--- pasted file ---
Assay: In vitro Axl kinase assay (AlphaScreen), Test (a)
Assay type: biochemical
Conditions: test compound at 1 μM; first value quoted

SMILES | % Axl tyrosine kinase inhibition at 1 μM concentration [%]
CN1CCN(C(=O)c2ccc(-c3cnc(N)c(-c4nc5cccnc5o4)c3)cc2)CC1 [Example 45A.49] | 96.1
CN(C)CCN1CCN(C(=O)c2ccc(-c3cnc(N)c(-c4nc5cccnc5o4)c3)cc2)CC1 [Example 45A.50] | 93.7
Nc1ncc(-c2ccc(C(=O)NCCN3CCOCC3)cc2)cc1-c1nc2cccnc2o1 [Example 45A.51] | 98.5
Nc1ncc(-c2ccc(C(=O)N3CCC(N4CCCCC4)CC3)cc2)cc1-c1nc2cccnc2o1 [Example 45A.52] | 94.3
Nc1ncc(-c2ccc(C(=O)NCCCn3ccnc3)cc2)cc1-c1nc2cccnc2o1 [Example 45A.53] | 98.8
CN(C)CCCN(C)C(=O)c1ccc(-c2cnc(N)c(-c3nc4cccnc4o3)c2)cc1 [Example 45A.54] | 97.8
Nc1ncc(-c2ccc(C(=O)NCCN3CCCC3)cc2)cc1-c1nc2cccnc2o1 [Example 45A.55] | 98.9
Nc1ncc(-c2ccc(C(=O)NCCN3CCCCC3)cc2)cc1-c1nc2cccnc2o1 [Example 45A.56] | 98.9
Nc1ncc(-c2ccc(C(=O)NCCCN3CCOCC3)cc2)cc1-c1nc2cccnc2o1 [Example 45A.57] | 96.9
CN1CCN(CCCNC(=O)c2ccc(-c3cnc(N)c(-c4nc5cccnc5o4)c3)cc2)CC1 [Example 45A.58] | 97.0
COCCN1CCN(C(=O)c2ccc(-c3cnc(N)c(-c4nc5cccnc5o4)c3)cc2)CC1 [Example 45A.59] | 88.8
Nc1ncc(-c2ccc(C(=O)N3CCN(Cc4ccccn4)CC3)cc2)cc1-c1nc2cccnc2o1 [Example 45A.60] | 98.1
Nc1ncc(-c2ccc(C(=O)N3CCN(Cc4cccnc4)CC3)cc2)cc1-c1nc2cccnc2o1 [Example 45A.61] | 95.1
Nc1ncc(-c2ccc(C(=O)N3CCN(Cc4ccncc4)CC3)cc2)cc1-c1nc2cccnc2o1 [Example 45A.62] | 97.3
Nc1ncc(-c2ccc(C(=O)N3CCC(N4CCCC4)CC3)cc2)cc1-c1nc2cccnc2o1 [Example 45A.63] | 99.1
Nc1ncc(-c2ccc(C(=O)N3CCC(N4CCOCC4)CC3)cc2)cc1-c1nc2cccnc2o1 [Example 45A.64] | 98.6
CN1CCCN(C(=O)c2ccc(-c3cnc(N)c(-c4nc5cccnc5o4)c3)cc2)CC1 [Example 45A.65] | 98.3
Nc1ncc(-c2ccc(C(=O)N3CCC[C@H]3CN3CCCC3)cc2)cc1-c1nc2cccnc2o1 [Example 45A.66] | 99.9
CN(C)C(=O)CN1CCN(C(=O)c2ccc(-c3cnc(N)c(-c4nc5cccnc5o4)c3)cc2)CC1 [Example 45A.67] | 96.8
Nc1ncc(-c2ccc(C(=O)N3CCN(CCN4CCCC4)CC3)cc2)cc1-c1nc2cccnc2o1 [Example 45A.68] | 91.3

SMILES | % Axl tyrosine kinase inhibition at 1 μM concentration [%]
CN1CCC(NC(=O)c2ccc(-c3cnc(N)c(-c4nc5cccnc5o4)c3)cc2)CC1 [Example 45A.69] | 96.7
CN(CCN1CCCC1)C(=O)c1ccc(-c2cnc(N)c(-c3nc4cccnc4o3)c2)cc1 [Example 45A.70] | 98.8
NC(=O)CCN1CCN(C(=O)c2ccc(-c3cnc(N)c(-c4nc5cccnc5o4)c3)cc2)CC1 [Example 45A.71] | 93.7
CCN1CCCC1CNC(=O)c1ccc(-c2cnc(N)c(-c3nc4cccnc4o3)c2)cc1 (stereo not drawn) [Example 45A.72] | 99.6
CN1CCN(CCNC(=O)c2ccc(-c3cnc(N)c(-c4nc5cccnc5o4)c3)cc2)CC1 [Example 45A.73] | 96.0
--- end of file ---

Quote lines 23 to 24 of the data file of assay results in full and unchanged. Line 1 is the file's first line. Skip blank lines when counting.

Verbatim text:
CN(C)C(=O)CN1CCN(C(=O)c2ccc(-c3cnc(N)c(-c4nc5cccnc5o4)c3)cc2)CC1 [Example 45A.67] | 96.8
Nc1ncc(-c2ccc(C(=O)N3CCN(CCN4CCCC4)CC3)cc2)cc1-c1nc2cccnc2o1 [Example 45A.68] | 91.3